ADBlue Servicing Now Here
The latest emissions regulations, referred to as Euro 6, came into force in 2016 and created a bit of a challenge for diesel engines, namely finding new ways to minimise nitrogen-oxide emissions.
The technology employed is called selective catalytic reduction, or SCR, which involves injecting precise amounts of AdBlue into the vehicle exhaust to produce a chemical reaction which neutralises harmful emissions.
What is AdBlue?
AdBlue is a solution made up of urea and deionized water which is injected into the car’s exhaust system, helping to reduce nitrous oxide emissions that are produced by diesel engines. It reacts with the nitrogen oxide gas that’s produced by the engine and breaks it down into nitrogen and oxygen – much less harmful to the environment. With car manufacturers looking to lower emission, AdBlue is now being used in a growing number of diesel cars.
Does my car come with AdBlue?
Most new diesel cars come with AdBlue technology. Manufacturers like Volkswagen, Audi, Mercedes, Peugeot, Citroen, and Jaguar all feature AdBlue technology, but may not publicise it. You may notice though that the makes give hint towards its inclusion of this new technology, for example; Peugeot and Citroen’s BlueHDi engines and Volkswagen, which includes the initials SCR in the name of its diesel cars.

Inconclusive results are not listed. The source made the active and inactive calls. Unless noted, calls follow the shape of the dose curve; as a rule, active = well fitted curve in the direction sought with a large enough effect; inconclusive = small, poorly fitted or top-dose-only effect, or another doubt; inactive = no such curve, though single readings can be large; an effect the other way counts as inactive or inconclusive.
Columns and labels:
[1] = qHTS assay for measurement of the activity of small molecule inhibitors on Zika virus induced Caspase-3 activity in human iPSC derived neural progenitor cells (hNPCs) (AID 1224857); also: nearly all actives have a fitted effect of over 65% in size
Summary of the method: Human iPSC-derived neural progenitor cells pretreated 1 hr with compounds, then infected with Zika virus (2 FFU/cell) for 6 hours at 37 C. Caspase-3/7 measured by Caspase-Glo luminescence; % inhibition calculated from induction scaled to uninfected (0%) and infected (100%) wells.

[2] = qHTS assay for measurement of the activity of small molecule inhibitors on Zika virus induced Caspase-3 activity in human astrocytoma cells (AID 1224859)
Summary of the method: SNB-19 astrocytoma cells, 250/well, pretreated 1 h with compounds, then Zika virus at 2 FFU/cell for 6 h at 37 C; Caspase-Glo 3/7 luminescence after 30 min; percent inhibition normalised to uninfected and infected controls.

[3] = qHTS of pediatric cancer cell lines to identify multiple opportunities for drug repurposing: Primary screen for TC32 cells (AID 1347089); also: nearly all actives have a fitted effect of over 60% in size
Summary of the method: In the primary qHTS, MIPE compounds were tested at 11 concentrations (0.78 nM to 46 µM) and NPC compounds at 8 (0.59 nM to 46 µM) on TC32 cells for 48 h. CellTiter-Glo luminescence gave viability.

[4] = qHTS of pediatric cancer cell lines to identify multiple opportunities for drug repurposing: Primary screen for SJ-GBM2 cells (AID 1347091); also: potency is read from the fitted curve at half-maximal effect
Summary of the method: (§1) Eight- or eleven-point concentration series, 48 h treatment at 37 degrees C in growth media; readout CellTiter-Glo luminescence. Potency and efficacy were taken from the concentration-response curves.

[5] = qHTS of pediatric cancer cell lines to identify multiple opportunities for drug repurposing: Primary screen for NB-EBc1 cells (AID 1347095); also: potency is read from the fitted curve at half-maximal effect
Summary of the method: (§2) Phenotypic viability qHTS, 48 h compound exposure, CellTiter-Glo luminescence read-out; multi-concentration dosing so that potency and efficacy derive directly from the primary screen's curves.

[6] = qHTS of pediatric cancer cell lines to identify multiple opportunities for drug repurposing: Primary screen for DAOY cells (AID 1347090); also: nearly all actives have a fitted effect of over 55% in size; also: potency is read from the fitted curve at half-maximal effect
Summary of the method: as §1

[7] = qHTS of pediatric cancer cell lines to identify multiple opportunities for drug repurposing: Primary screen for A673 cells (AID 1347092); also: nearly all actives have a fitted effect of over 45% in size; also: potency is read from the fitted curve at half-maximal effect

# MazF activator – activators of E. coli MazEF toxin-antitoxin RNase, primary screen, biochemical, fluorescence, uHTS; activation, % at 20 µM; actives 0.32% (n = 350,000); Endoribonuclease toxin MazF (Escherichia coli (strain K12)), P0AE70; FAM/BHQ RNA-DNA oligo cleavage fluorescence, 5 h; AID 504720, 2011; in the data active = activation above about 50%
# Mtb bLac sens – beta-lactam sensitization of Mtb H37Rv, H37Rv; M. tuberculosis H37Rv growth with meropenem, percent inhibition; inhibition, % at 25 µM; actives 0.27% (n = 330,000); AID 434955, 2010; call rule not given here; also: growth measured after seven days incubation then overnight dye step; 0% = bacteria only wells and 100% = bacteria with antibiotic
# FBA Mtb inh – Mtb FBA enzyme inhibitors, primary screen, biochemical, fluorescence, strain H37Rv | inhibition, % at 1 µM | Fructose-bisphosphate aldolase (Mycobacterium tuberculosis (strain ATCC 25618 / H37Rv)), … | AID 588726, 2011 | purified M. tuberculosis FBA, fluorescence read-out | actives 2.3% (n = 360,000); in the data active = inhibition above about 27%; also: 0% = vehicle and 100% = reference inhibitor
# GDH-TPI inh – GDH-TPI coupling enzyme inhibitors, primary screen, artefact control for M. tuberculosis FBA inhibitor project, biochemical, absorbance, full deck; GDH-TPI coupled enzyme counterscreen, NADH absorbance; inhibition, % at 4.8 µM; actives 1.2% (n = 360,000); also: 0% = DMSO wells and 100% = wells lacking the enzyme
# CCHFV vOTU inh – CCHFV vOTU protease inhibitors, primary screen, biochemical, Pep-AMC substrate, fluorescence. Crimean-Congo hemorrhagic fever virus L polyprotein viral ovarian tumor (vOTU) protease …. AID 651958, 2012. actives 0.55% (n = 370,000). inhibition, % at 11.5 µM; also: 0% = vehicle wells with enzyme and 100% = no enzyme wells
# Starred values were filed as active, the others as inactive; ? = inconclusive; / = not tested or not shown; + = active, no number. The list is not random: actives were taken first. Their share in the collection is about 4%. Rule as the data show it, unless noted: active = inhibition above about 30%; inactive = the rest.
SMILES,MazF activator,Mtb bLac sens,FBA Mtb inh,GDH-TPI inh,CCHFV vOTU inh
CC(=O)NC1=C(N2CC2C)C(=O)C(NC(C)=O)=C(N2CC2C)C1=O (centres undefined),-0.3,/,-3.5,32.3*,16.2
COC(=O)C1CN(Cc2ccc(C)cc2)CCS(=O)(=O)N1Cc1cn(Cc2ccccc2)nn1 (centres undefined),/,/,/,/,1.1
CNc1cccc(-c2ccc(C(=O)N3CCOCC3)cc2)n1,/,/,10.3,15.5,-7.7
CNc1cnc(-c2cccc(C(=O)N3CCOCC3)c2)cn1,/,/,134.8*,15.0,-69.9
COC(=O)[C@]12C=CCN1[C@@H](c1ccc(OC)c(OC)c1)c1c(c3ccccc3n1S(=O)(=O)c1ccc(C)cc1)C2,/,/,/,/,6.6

Some cars have a blue or black screw cap for AdBlue next to the black diesel filler cap. In others, the cap is in the boot, or in the engine compartment. The vehicle handbook will explain the requirements of your car’s system.
When do I need to top up AdBlue?
The car’s driver information display screen should flash up warnings, much as it would if fuel or windscreen washer fluid were low. Failing to act on these warnings will ultimately result in the car refusing to start until the AdBlue tank is filled.
Only very small amounts of AdBlue are used at a time, so you won’t need to top up as you do with fuel, but it’s important that you don’t let supplies run out. Different driving styles, journey types and driving conditions will have an impact on how much AdBlue is used.
PDL MOT and Repairs will refill AdBlue as part of the car’s routine service. However, it’s possible to refill a tank of AdBlue yourself. Some service stations have AdBlue dispensing pumps. Alternatively, garages and filling stations sell portable containers of AdBlue, as do many online retailers, with prices starting at roughly £5 for a 4.7-litre container.
If your car has a warranty, it’s important to use branded AdBlue solution. For any solution to use this trademark, it must comply with certain standards that vehicle manufacturers’ SCR systems rely on. Failing to do so could invalidate the warranty.
Automotive urea, in case you were wondering, is not an animal-derived product although we do excrete urea in urine, it’s at much lower concentrations. The stuff used in your car is a man-made substance created by exposing synthetic ammonia and carbon dioxide to heat. As well as being used in liquid form, AdBlue suppliers also make dry pellets for farmers to scatter on their fields as a form of fertiliser.
If you’ve got any concerns or questions about the use of AdBlue in your diesel car, then don’t hesitate to give us a call.